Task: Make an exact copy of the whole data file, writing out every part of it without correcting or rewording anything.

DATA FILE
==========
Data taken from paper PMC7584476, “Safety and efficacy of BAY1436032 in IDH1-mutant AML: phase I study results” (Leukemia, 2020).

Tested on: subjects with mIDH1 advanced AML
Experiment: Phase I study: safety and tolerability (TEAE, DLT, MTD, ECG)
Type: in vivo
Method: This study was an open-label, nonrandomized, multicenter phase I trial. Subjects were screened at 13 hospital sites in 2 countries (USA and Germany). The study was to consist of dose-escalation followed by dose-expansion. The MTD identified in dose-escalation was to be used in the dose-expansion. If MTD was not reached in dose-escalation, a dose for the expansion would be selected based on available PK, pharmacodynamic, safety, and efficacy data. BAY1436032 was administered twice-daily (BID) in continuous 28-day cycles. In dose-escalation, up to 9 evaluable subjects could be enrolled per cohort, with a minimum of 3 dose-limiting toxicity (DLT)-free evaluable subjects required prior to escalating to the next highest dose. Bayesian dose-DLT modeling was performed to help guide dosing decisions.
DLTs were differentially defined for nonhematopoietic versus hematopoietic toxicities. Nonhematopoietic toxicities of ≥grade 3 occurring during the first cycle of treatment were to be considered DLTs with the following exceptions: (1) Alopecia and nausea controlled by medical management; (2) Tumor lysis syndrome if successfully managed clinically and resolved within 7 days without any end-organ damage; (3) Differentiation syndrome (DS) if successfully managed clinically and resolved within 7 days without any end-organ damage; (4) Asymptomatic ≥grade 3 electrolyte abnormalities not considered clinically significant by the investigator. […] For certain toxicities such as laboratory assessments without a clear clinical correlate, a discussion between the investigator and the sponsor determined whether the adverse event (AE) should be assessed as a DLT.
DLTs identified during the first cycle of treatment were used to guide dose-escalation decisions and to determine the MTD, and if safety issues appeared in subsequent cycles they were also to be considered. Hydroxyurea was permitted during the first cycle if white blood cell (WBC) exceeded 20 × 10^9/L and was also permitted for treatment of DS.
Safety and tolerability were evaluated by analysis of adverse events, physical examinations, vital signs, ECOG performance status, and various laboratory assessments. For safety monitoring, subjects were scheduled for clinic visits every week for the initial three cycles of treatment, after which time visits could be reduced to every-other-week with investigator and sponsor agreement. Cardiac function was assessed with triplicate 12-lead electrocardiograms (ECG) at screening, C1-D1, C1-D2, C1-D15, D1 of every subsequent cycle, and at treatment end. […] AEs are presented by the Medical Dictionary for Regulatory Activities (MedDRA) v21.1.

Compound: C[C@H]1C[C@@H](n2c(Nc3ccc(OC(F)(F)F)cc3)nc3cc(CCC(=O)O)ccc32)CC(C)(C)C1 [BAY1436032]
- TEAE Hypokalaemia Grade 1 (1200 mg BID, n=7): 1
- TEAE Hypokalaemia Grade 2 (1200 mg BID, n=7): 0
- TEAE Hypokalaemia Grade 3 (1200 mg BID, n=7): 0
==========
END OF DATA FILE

Data taken from paper PMC7584476, “Safety and efficacy of BAY1436032 in IDH1-mutant AML: phase I study results” (Leukemia, 2020).

Tested on: subjects with mIDH1 advanced AML
Experiment: Phase I study: safety and tolerability (TEAE, DLT, MTD, ECG)
Type: in vivo
Method: This study was an open-label, nonrandomized, multicenter phase I trial. Subjects were screened at 13 hospital sites in 2 countries (USA and Germany). The study was to consist of dose-escalation followed by dose-expansion. The MTD identified in dose-escalation was to be used in the dose-expansion. If MTD was not reached in dose-escalation, a dose for the expansion would be selected based on available PK, pharmacodynamic, safety, and efficacy data. BAY1436032 was administered twice-daily (BID) in continuous 28-day cycles. In dose-escalation, up to 9 evaluable subjects could be enrolled per cohort, with a minimum of 3 dose-limiting toxicity (DLT)-free evaluable subjects required prior to escalating to the next highest dose. Bayesian dose-DLT modeling was performed to help guide dosing decisions.
DLTs were differentially defined for nonhematopoietic versus hematopoietic toxicities. Nonhematopoietic toxicities of ≥grade 3 occurring during the first cycle of treatment were to be considered DLTs with the following exceptions: (1) Alopecia and nausea controlled by medical management; (2) Tumor lysis syndrome if successfully managed clinically and resolved within 7 days without any end-organ damage; (3) Differentiation syndrome (DS) if successfully managed clinically and resolved within 7 days without any end-organ damage; (4) Asymptomatic ≥grade 3 electrolyte abnormalities not considered clinically significant by the investigator. […] For certain toxicities such as laboratory assessments without a clear clinical correlate, a discussion between the investigator and the sponsor determined whether the adverse event (AE) should be assessed as a DLT.
DLTs identified during the first cycle of treatment were used to guide dose-escalation decisions and to determine the MTD, and if safety issues appeared in subsequent cycles they were also to be considered. Hydroxyurea was permitted during the first cycle if white blood cell (WBC) exceeded 20 × 10^9/L and was also permitted for treatment of DS.
Safety and tolerability were evaluated by analysis of adverse events, physical examinations, vital signs, ECOG performance status, and various laboratory assessments. For safety monitoring, subjects were scheduled for clinic visits every week for the initial three cycles of treatment, after which time visits could be reduced to every-other-week with investigator and sponsor agreement. Cardiac function was assessed with triplicate 12-lead electrocardiograms (ECG) at screening, C1-D1, C1-D2, C1-D15, D1 of every subsequent cycle, and at treatment end. […] AEs are presented by the Medical Dictionary for Regulatory Activities (MedDRA) v21.1.

Compound: C[C@H]1C[C@@H](n2c(Nc3ccc(OC(F)(F)F)cc3)nc3cc(CCC(=O)O)ccc32)CC(C)(C)C1 [BAY1436032]
- TEAE Hypokalaemia Grade 1 (1200 mg BID, n=7): 1
- TEAE Hypokalaemia Grade 2 (1200 mg BID, n=7): 0
- TEAE Hypokalaemia Grade 3 (1200 mg BID, n=7): 0